The policy would apply only to “assisted” units – units built with tax credits for affordable housing and reserved for households making only 60 percent or less of the area median income – and only within a half-mile of proposed and existing station areas. In other areas the city’s policies for the location of subsidized affordable housing would come into play. The proposed transit station area policy would require, for instance, that the subsidized units be part of a mixed-income project, with a minimum of 5 percent and a maximum of 20 percent of the total units being subsidized. The assisted units would be required to look similar to all the other units, and must be scattered throughout the development.
The provision that prompted much of the discussion – and which the committee recommended be removed – would have allowed one building in any project to be 100 percent assisted units.
Barnes rejected that notion. His concern: By concentrating low-income households into one building, you’d lower the value and the potential rents of all the surrounding buildings, and thus the whole project. “How,” he asked, “do we build value along the lines and grow our tax base?” He predicted that developers would see “free government money” and would take advantage and “do it in ways that will be completely detrimental to the Blue Line.”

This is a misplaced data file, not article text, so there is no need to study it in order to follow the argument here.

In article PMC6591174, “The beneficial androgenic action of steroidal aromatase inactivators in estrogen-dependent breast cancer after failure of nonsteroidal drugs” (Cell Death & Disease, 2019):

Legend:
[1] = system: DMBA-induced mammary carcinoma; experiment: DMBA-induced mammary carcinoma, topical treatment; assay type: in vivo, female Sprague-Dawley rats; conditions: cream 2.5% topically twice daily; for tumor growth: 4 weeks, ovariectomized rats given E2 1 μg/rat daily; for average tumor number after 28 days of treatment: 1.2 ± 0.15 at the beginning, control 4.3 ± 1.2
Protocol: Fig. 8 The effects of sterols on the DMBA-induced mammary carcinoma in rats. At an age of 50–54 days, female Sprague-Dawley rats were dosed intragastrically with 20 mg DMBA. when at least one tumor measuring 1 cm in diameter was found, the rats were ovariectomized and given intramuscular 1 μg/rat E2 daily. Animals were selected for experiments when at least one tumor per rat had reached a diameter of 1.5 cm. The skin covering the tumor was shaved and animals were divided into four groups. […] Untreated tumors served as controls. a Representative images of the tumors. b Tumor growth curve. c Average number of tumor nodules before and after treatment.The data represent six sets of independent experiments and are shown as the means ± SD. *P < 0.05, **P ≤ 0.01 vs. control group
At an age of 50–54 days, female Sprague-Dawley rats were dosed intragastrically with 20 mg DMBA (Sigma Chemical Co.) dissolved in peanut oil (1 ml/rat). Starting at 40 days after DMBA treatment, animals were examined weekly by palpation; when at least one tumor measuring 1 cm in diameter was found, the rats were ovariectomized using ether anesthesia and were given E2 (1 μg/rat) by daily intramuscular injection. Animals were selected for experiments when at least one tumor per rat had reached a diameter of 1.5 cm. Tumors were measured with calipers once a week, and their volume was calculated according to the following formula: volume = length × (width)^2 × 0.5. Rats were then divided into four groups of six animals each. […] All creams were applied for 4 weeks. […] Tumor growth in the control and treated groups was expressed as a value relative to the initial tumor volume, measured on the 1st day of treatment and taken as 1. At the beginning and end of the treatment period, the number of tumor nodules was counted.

To allow subsidized units to be concentrated in one building would doom the area surrounding the Blue Line stations, he said. “You’re literally putting a bullet through the head of the light rail lines, and you’re also wasting my time – all the time I’ve spent lobbying for the money [for transit].”
But, said Mumford, the extension of the Blue Line is the value that will be built. Market-rate housing will come, he said. “The transit line is going to entice good quality development.”
Barnes is sensible to be worried about too much low-income housing being too concentrated in an area that has seen virtually no middle- to upper-income housing in recent years. The maps showing property values sinking in much of the city – which were shown to council members at their recent retreat – are eye-opening.